First, there will be some embarrassing re-introductions because no matter how many times management has told the artist who’s going to come backstage, it’s all forgotten. Then you’ll try and help the artist put together who you are, when you last met them, and what you mean to his or her career, oftentimes inflating it more than it really is. Then you’ll talk about what efforts you’ve been making on the artist’s behalf and what the results are so far. You can only hope that the artist isn’t more well informed than you are on the subject, otherwise a cross examination will begin that may turn ugly.


If you can manage to steer the conversation away from any specifics about the show, the better off you’ll be. But in the end, there’s really nothing else to talk about - the artist is going to ask you what you thought of the show. You’re somewhat required to say something complimentary, even if you think it sucked. And then, no matter what you say, the artist will disagree. 

You: “What a great show!” Artist: “No, it was horrible.”  

You: “What a great audience!” Artist: “Nah, they were putrid!” 

This is not a path you want to go down. You will have to re-state your original opinion and the artist will re-state theirs and then you’re stuck in an argumentative spiral. The only thing left for you to do then is to spill something on your clothes and excuse yourself to go clean it off and not come back.


However, that awkward (and messy) situation can easily be prevented, avoiding, among other things, an unnecessary drycleaning bill. If you were to rehearse a few well-placed lines to head off the backlash, you may have a shot of getting out of there unscathed. And if you’re REALLY good at it, you even might be able to get away with a left-handed compliment or an off-hand remark that could be interpreted either way and perhaps fly right by unnoticed.  Of course, I’ve come prepared with some examples, culled from the 5,000 or so meet and greets I’ve done over the years. Don’t do the math.


First of all, you might try avoiding the subject of the actual artist’s performance altogether and compliment something less subjective:

“Nice lights – who’s your production designer?”

“Great kick and snare sounds – I need to tell your drummer – where is he?”

“This is the best venue for sight lines/dancing/restrooms/whatever.”


Or you might be better off saying something that can’t be verified:

“There was a whole crowd of fans in the back who drove in from last night’s show!”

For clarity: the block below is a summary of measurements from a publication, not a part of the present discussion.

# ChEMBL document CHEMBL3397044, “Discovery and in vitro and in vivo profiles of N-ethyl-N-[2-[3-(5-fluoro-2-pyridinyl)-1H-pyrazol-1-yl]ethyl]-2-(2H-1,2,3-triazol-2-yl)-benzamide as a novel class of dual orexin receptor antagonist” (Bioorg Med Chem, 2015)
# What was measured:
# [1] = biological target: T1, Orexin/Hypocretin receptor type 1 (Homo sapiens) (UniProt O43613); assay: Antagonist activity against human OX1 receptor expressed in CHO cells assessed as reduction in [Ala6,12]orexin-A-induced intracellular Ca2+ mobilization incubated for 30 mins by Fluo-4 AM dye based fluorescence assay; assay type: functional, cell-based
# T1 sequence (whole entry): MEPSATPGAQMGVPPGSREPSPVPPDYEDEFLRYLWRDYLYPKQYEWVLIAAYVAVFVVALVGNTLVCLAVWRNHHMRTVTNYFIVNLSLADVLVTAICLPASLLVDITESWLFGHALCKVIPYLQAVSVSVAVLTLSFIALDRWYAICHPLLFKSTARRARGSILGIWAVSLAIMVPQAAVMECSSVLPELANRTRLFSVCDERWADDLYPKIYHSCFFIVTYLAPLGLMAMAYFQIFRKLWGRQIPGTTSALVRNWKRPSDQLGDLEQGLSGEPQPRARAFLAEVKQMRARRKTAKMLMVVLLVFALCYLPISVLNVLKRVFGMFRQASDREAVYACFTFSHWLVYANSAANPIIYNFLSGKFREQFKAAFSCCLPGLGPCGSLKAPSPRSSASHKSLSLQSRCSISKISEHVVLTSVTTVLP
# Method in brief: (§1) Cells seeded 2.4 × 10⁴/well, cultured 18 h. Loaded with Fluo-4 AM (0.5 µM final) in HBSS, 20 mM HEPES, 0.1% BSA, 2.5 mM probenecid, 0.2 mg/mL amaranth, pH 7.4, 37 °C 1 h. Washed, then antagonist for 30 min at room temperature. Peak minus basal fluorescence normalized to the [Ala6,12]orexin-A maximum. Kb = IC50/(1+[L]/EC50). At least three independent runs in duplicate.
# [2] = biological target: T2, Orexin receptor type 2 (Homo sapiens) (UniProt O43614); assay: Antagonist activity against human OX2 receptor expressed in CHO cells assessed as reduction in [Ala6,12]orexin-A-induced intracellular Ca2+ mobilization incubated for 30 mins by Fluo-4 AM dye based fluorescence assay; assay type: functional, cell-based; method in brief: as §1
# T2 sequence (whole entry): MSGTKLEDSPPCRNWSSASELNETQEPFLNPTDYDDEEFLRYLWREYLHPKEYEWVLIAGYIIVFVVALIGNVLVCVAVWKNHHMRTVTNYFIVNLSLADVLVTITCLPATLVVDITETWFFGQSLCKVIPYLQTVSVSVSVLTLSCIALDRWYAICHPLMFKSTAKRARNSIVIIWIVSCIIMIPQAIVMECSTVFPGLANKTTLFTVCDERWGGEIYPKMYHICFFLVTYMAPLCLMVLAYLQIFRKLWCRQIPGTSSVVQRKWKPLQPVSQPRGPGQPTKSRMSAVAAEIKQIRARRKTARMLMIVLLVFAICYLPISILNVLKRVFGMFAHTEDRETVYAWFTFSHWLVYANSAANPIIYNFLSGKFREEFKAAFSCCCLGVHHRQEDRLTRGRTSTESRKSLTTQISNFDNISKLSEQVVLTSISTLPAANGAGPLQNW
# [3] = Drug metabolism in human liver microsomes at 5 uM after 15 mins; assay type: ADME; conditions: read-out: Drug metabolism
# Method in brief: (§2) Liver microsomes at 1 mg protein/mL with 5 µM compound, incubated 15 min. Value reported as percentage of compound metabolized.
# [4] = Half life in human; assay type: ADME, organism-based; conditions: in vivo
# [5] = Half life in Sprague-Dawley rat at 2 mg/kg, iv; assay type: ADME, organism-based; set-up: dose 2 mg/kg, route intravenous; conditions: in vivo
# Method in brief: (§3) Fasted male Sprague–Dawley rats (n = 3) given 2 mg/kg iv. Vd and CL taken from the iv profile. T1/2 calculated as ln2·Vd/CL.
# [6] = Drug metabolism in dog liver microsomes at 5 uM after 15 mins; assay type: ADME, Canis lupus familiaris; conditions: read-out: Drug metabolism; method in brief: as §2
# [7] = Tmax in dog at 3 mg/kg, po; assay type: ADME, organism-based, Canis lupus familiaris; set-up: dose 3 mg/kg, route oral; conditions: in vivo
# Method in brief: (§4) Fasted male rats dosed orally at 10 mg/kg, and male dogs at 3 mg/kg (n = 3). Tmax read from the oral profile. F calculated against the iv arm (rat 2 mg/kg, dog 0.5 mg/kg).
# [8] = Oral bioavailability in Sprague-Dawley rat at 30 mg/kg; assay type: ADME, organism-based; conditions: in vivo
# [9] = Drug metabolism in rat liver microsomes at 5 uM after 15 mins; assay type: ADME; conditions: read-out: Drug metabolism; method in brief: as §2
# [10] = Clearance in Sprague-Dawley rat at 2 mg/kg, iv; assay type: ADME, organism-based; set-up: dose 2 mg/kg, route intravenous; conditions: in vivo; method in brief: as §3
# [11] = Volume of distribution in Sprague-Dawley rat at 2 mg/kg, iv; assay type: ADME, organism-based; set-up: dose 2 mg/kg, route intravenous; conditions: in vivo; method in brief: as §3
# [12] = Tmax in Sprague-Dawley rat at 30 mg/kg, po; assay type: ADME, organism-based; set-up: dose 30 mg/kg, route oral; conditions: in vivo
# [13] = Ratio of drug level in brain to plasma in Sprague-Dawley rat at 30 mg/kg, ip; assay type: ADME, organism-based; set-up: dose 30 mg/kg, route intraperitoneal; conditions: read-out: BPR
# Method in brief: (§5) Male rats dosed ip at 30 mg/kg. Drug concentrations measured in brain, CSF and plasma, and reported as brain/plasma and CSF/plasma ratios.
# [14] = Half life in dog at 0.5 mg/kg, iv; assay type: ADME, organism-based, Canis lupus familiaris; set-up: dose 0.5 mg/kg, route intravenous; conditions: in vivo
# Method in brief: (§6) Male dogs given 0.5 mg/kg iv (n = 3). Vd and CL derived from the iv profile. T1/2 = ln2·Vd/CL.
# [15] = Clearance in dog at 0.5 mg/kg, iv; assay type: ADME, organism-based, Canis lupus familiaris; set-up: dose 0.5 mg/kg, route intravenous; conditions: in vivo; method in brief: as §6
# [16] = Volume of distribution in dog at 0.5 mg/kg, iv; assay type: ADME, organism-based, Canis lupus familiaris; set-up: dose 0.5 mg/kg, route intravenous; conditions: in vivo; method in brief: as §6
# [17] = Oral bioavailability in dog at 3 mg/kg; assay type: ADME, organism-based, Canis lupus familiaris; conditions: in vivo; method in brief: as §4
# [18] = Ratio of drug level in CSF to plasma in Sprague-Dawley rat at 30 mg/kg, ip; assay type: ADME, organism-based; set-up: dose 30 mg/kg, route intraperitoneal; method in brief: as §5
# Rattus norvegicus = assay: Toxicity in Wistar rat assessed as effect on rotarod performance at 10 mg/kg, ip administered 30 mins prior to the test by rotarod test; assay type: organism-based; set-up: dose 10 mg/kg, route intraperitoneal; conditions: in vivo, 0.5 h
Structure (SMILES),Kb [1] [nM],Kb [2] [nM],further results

“Everyone around me was singing along with every song.”

“You could hear your vocals all the way in the back, clear as a bell.”

“Security said it was the nicest/ugliest/weirdest/loudest/tallest/rowdiest crowd they’ve ever had in here.”


If you’d rather take a chance with an off-hand remark that sounds good but has nothing to do with the actual performance, you might try one of these.  If the artist has a sense of humor, he or she might smile. If not, then don’t try it – could backfire, branding you as a smartass.

“Not a bad crowd for the size of the people.”

“Great walk-up in spite of the weather.”

“Big beer sales but the men’s rooms were noticeably empty – weird, huh?”


If you’re trapped into responding to the “What did you think of the show” question, try these to deflect the question and take the edge off, all at the same time:

“What can I say?”

“Well, you’ve done it again!”

“It all came together in the encore!”

“You had them eating right out of your hand!”

“You played like you never played before!” (Note: Careful with this one. It could go the wrong way if they’re paying attention.)


No matter what happens, there’s going to be a point at which everything has been said and you have to leave. Before anyone has a chance to throw you out, here are some time-tested exit lines:

“Hey, look at the time! And the parking garage closes at midnight. We’d better get going.”

“I think the union wants everybody out of here or they go into golden time and we don’t want that!”

“I’ve got to make a call to Australia before they close up shop for the day down there.” (Note: the beauty of this one is that no one ever knows what time it is in Australia. Even the Australians who have moved here aren’t too sure, other than it’s sometime tomorrow.)